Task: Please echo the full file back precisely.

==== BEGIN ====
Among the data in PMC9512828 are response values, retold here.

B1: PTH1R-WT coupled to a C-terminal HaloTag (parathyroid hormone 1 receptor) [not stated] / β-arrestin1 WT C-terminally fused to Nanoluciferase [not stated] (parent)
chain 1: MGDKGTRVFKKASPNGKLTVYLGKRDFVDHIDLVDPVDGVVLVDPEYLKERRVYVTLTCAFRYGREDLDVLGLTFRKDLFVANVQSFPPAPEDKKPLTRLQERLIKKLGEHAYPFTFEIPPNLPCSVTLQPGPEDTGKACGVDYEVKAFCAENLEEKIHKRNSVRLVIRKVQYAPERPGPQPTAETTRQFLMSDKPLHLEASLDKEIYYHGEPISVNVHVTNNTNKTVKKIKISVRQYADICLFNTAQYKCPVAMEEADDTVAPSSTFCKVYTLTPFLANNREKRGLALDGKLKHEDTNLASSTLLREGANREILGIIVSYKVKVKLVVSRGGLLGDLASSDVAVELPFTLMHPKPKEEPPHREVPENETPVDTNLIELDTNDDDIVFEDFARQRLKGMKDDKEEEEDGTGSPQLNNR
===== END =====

Among the data in PMC9512828 are response values, retold here.

B1: PTH1R-WT coupled to a C-terminal HaloTag (parathyroid hormone 1 receptor) [not stated] / β-arrestin1 WT C-terminally fused to Nanoluciferase [not stated] (parent)
chain 1: MGDKGTRVFKKASPNGKLTVYLGKRDFVDHIDLVDPVDGVVLVDPEYLKERRVYVTLTCAFRYGREDLDVLGLTFRKDLFVANVQSFPPAPEDKKPLTRLQERLIKKLGEHAYPFTFEIPPNLPCSVTLQPGPEDTGKACGVDYEVKAFCAENLEEKIHKRNSVRLVIRKVQYAPERPGPQPTAETTRQFLMSDKPLHLEASLDKEIYYHGEPISVNVHVTNNTNKTVKKIKISVRQYADICLFNTAQYKCPVAMEEADDTVAPSSTFCKVYTLTPFLANNREKRGLALDGKLKHEDTNLASSTLLREGANREILGIIVSYKVKVKLVVSRGGLLGDLASSDVAVELPFTLMHPKPKEEPPHREVPENETPVDTNLIELDTNDDDIVFEDFARQRLKGMKDDKEEEEDGTGSPQLNNR